Edinburgh schools: IT problems mean pupils' lessons delayed while waiting for teachers' laptops to load
Pupils are being held back because of problems with technology in Edinburgh schools, teachers’ leaders have warned. A deputation from the EIS, Scotland’s biggest teachers’ union, told the city council’s education committee that it was routinely taking teachers 20 minutes to log onto their laptops, often they could not run more than one app at a time, there were problems opening certain apps and long delays and crashes with others.
It meant many teachers were going into school an hour early just to make sure they were logged on for the start of class and also having to prepare back-up lessons in case the IT failed. Planned lessons were being scrapped at the last minute and children were sitting in classrooms waiting for the teacher’s technology to work.
Edinburgh EIS secretary Alison Murphy said: “The situation is intolerable. We cannot improve learning and teaching if we don’t have the basic tools to do the job. This cannot go on. Students are at breaking point, staff are at breaking point. It has already led to people being off sick.”
Council officials told the committee the problem had been resolved, but afterwards Ms Murphy pointed out a survey conducted after the supposed fix and submitted by the deputation showed teachers saying there had been no significant improvement. “It hasn’t been fixed,” she said.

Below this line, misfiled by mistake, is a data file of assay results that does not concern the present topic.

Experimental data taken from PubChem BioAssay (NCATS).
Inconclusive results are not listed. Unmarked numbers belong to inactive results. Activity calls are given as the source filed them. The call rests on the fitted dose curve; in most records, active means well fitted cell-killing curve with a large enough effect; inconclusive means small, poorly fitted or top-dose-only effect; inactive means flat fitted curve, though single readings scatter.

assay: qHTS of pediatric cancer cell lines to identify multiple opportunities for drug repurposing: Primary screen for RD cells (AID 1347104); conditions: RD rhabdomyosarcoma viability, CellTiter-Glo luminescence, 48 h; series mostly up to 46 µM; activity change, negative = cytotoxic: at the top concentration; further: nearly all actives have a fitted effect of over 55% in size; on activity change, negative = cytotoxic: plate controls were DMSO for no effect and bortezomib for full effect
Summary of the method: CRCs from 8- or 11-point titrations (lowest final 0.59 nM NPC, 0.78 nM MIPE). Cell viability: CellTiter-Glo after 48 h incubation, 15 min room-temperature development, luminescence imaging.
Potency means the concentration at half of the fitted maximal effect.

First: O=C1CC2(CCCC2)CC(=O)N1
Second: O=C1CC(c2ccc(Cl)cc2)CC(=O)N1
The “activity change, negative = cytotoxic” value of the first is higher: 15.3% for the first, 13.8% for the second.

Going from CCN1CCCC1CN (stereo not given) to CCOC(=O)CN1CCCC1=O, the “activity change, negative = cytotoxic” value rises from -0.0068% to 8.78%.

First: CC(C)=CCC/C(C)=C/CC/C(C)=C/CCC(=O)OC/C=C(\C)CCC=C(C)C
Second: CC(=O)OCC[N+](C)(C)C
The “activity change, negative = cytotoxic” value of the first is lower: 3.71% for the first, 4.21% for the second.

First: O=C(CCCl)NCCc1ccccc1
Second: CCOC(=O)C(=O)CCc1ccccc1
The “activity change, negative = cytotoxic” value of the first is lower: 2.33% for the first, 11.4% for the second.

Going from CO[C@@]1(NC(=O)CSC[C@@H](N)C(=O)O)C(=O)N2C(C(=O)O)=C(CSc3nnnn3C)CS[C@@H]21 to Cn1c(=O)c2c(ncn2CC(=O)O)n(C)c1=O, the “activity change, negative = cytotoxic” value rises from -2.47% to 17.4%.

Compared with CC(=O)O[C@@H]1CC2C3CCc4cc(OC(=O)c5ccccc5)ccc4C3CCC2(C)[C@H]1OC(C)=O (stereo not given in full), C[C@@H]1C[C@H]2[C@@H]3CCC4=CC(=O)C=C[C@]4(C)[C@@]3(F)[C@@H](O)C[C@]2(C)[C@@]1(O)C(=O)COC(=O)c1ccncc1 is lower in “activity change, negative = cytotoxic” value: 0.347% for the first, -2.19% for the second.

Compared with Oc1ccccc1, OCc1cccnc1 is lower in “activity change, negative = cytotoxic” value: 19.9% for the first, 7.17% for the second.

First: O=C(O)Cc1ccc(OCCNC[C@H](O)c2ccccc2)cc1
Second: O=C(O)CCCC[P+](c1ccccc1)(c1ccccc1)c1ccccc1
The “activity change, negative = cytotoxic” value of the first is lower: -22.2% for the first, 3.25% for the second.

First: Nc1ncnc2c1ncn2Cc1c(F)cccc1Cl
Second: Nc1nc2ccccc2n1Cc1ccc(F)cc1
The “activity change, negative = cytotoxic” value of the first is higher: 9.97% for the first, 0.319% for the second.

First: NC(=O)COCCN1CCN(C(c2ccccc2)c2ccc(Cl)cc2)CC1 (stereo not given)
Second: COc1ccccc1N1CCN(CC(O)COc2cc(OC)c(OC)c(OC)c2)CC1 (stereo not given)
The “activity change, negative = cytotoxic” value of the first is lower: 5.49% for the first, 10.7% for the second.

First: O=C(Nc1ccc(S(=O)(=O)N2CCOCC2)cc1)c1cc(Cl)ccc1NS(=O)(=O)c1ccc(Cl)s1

Ms Murphy said the EIS members had been expressing increasing concern over IT for several months. A survey in September found 86 per cent unsatisfied with provision of IT in their school, 75 per cent had gone into work early to ensure their laptops were working in time for the teaching day and 75 per cent said their computer could not handle more than one app open at a time.
She said initial efforts to resolve the problems had not worked and teachers were promised further measures over the October holiday would improve the situation.
Nicola Harvey, the council’s director of customer and digital strategy, told the committee the unions had been informed on November 4 that the issues were now resolved. She said anti-virus software had been eating into the capacity on devices and slowing them down and that problem was now fixed, though some schools still had “ad hoc issues” and officials continued to monitor the situation. “We are asking more of IT than we ever have,” she said. But she insisted: "The issues with devices have been fixed.”
However, Ms Murphy said after the meeting that a second survey conducted on November 7 – whose results were part of the deputation’s written submission to the committee –found almost 90 per cent of EIS reps had not seen an improvement in their school.
“The majority of teachers in our schools still find that they cannot log on quicky, work effectively with browsers or use more than one app at a time. And still, our teachers are coming into work early on account of slow, underperforming IT. It’s affecting pupils because lessons teachers want to deliver are often not working, teachers are spending time trying to fix IT and so can’t plan properly and because it’s now causing teachers to go off sick with stress.”